• Michael

5 Books For Summer Reading in Tacoma: Music Edition

UGH. Summer is here, and we're all wearing masks / freaking out about staying 6 feet apart from one another. Weird times.

You know what's NOT out of place for summer, though? Summer reading, and summer movies. This post will cover books; next week I'll share some of my favorite summer music movies.

Now let's talk reading. I don't even need to go into the evidence in support of reading for and to kids and teenagers. We all know by now just how beneficial it is.

I used to work in an elementary school, so I have personal experience with several of the books on this list.

If you're trying to plant the music bug in your kiddo (which, you should be doing; just like reading, research is CLEAR that musical practice is a boon for kids), these are an easy, covert way to do it.

With that said, get out your hammock (in the shade; as I write, it's supposed to be 88 degrees today) and cuddle up with your kiddo.

(All of these books can be easily found on Amazon or at Barnes & Noble)

"88 Instruments"

Chris Barton

Illustrated by Louis Thomas

This is honestly such a fun book. It's a quick read about a kid who journeys with his parents to a music store. At the music store, He's quickly inundated with 88 instruments to choose from (88 is the number of keys on a piano, btw). The best part of this book is how it reads out loud: lots of rhythms and onomanapia to excite you and your kiddo:

"Do I pick the squeeziest? The wheeziest? The easiest and breeziest? But how about the slideyest…the squonkiest…the blowiest…?"

"Charlie Parker Played Be Bop"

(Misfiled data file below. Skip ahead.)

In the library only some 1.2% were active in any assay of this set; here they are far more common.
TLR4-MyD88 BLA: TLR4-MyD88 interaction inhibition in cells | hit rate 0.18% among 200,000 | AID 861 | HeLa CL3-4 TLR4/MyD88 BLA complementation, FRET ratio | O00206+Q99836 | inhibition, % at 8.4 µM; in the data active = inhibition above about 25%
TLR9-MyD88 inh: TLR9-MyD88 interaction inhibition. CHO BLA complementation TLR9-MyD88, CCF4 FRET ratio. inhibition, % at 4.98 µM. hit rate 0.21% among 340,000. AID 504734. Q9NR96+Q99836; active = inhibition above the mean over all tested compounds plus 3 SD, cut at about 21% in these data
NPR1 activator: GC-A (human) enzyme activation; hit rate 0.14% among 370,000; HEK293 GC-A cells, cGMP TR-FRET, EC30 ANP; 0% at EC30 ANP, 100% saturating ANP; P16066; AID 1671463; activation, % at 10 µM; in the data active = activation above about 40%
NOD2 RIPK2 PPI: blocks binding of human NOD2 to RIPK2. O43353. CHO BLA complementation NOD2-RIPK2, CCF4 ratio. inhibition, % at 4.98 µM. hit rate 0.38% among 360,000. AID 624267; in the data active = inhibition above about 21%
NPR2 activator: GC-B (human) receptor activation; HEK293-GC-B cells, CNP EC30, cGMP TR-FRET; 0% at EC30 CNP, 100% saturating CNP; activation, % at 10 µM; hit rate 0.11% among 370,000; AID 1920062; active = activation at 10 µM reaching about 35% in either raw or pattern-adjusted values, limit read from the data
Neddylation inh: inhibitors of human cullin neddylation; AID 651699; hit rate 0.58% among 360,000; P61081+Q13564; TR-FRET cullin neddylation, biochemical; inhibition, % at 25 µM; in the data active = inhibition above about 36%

Chris Raschka

A really cool introduction to, generally speaking, jazz music and improvisation, as well as the musical giant that is Charlie Parker. Just like "88 instruments", the book is full of rhythm and pulse such that it sounds like actual music when you read it aloud.

beware, though; It's a weird one, and you have to read it with spunk in order to get the full effect.

"Zin! Zin! Zin! A Violin!"

Lloyd Moss

Illustrated by Marjorie Priceman

My favorite on the list, probably because I come from an orchestral background myself, having played both piano and percussion in the PLU symphony orchestra for years. I love the art style here, and I love the way in which the author introduces the instruments of the symphony orchestra one at a time. HIGHLY recommend.

"Next, a TRUMPET comes along, and sings and stings its swinging song. It joins TROMBONE, no more alone, and ONE and TWO-O, they're a DUO."

"Passing the Music Down"

Sarah Sullivan

Illustrated by Barry Root

Another great one, especially if you want to get your kiddo exposed to other folks around the world and how they live. This book tells the story of an Appalachian kid and his friendship with an older fiddler. As their friendship grows, so does the boy's ability on the fiddle. Really heartwarming stuff.

"Soon the boy and his family are putting down roots in the next county over from the old man's farm. On cold December nights they fiddle by the fire, as snow settled deep against the fence, and the boy settles deep inside the Music. The old man shares his stories. They've become the best of friends."

"Before John Was a Jazz Giant"

Carole Boston Weatherford

Illustrated by Sean Qualls

I LOVE the art style of this book. One of my favorite things about kids books, in fact, is the artwork. This is no exception. It humanizes John Coltrane, the jazz saxophonist and composer from the late forties - early sixties. The genius of Coltrane can't be over-stated, and I love how this book takes his legend and shrinks it down to kid-size. The idea, I hope, is that kids will see that they too can become heroic in whatever they choose to do later in life.

"Before John was a jazz giant, he heard hambones knocking in Grandma's pots, Daddy strumming the ukulele, and Mama cranking the phonograph."

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